Thus, out of the 14 first rounders in Mack's era so far, about half might be classified as underachievers.  One was due to injury, another due to some wacky faze with weed, and some were due to bad franchises.  Most of the above players have found a place to be productive with the exception of Mike Williams and Roy Williams, the latter of which still might.

How does this measure up to other schools?  Compared to Florida, it actually might look good.  What about USC?

Trojan first rounders since 1998:

1999:  Chris Claiborne
2000:  R.J. Soward
2003:  Carson Palmer, Troy Polumalu
2004:  Kenechi Udeze
2005:  Mike Patterson, Mike Williams
2006:  Matt Leinart, Reggie Bush
2008:  Sedrick Ellis, Keith Rivers, Sam Baker, Lawrence Jackson
2009:  Mark Sanchez, Brian Cushing, Clay Matthews

The problem with the comparison is that while USC has more first rounders (16) during this time, most of them are recent and it's hard to make too many judgments on players drafted within the past few years.  Sanchez has promise, but he just finished his rookie season, for instance, and there's no telling where things will go.  Still, let's grant that he was worth it, as well as Cushing and Matthews, who both had good rookie years.  We'll call Ellis, Rivers, and Baker acceptable while Lawrence Jackson has been a disappointment.  Leinart and Bush have yet to live up to the big expectations (although Bush has been productive), and Mike Williams is a bust.  Kenechi Udeze is now out of the league through no fault of his own, being diagnosed with leukemia, and Soward and Claiborne were nothing special.

That makes seven out of the 16 draft picks "underachievers,"  It is most certainly not Udeze's fault that he's out of the league now, although some may argue that he did not have the production he should have, especially in the 2006 season.  Soward and Williams were busts.  Leinart still has a chance to come in and do good things.  As for Bush, most call him an underachiever, but we might even say he's more the victim of inflated expectations than anything else.  In any case, about half of the first rounders from USC have "underachieved" in many people's eyes, and in none of these cases would I blame USC.

Oklahoma?  Here they are:

2002:  Roy Williams
2003:  Andre Woolfolk
2004:  Tommie Harris
2005:  Mark Clayton, Jammal Brown
2007:  Adrian Peterson

Roy Williams has several Pro Bowls to his name, but that often makes Cowboys fans laugh.  Woolfolk wasn't all that great, and Mark Clayton is a mixed bag with some nice highlights but not consistent production.  Depending on how you look at them, that's between two to three "underachievers" in this small sample size... again, roughly half.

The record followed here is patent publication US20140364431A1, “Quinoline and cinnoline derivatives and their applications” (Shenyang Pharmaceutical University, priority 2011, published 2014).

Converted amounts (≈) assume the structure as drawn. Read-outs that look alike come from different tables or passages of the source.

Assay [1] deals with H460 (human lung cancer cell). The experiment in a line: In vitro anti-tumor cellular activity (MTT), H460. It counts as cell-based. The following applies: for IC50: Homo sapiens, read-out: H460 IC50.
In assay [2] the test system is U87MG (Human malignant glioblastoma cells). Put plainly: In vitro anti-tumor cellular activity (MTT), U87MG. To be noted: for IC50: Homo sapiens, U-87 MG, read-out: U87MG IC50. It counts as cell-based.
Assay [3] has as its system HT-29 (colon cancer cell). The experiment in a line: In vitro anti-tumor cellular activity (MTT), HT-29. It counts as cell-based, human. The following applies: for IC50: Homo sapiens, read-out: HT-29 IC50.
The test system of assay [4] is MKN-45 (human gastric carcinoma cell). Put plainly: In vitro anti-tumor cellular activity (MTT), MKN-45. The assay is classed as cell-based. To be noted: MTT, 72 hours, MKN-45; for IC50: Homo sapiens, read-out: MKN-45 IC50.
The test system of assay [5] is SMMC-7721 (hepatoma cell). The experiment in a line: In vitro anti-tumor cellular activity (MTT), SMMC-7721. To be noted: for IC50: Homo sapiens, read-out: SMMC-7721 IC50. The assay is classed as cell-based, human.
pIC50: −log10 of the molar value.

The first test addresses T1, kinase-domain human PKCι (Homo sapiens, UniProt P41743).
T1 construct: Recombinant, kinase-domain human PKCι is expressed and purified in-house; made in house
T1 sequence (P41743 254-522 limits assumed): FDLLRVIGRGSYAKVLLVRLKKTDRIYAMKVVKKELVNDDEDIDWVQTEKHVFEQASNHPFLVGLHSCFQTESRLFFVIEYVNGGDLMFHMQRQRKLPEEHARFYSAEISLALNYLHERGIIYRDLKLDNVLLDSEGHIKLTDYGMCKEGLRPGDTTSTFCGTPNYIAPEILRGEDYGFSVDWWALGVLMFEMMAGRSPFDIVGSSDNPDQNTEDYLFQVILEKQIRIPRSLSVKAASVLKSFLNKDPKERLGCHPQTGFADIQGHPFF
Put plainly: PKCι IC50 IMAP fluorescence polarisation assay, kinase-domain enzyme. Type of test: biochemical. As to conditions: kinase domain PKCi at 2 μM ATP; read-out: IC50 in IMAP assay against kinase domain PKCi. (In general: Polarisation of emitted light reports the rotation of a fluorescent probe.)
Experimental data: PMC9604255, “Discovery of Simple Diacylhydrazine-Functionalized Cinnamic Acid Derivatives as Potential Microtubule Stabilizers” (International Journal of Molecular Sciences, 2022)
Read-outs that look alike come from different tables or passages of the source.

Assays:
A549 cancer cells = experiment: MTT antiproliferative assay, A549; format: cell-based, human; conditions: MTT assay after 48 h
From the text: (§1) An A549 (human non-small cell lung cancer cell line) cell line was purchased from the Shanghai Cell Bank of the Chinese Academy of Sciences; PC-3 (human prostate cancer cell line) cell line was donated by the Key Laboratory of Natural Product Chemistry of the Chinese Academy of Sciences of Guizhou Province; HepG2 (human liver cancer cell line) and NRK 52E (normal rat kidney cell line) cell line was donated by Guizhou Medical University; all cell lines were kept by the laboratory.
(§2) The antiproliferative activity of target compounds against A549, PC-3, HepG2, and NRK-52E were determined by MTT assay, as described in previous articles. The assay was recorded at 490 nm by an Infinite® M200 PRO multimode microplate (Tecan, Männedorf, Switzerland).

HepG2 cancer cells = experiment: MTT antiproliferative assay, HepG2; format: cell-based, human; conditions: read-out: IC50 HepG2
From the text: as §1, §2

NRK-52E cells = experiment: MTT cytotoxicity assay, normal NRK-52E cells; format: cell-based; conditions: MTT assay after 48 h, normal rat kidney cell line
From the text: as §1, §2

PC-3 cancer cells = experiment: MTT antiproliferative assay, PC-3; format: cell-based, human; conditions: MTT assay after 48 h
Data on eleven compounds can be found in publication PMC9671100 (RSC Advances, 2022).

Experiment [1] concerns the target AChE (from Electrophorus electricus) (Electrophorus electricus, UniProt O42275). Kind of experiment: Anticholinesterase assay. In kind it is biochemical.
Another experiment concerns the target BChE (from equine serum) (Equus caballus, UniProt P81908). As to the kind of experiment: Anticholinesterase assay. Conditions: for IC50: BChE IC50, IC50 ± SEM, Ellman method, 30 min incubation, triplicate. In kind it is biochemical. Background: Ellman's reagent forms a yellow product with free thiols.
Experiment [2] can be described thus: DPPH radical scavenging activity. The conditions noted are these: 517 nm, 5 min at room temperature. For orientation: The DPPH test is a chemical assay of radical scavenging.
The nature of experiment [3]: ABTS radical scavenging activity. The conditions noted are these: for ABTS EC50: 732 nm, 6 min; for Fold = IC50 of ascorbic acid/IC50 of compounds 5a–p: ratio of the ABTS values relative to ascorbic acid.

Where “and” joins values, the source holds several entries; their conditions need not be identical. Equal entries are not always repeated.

I thought about looking at Ohio State, but I'm feeling lazy and it ultimately doesn't matter.  My point here is not to try to figure out what school has the best success rate among first rounders but to show that every school will have guys who don't meet "expectations," and when they don't, you can hardly find times where it is appropriate to blame the schools for that.

Of course, it would be decidedly lazy and short-sighted to limit such analysis to the first round.  Every school will have success stories coming from later rounds, even those who were once UFAs.  Both Lylle Sendlein and Quan Cosby were UFA's and have found a spot in the NFL.  Second rounders like Rogers have had success (minus the gun incident).  Of the later rounds, we'll find guys like Scaife, Robison, Vasher, and Tarell Brown do some good things.


Have Texas Longhorn players failed in the NFL?  Certainly.  And there will be future ones, no doubt.  Is there a smidgen of evidence that this has to do with how Mack treats them in college?  Nope.  It would be too easy to choose virtually any big named school with a significant amount of prospects in the NFL, list the amount of players that haven't "panned out," and sloppily conclude that teams should avoid that school.  Unless you want to miss out on guys like Polumalu just because we can list failed USC players, I think it is safe to say this logic is pretty flawed.  Heck, Miami, at least in the early 2000s, was often considered the best place for NFL talent, yet they were often regarded as the most arrogant and misbehaved school (talking perception here, not necessarily reality).  If this type of logic held, we should see a bunch of flameouts due to arrogance and stupidity among all Miami players, but we actually see a lot of productive players.  I am not saying that what school they come from has no bearing whatsoever; it can help knowing what system they come from and the level of competition they faced, for instance.  Still, the reasons for a player failing to live up to expectations, which we've seen isn't easy to set in the first place, can be varied and complicated, and it can be a big stretch trying to generalize all of these players based on the school they came from. 

In a nutshell:  If you think your team should pass on Thomas, Kindle, Houston, or Shipley because they are Longhorns and are "coddled" and "soft", that isn't exactly the wisest thing to believe.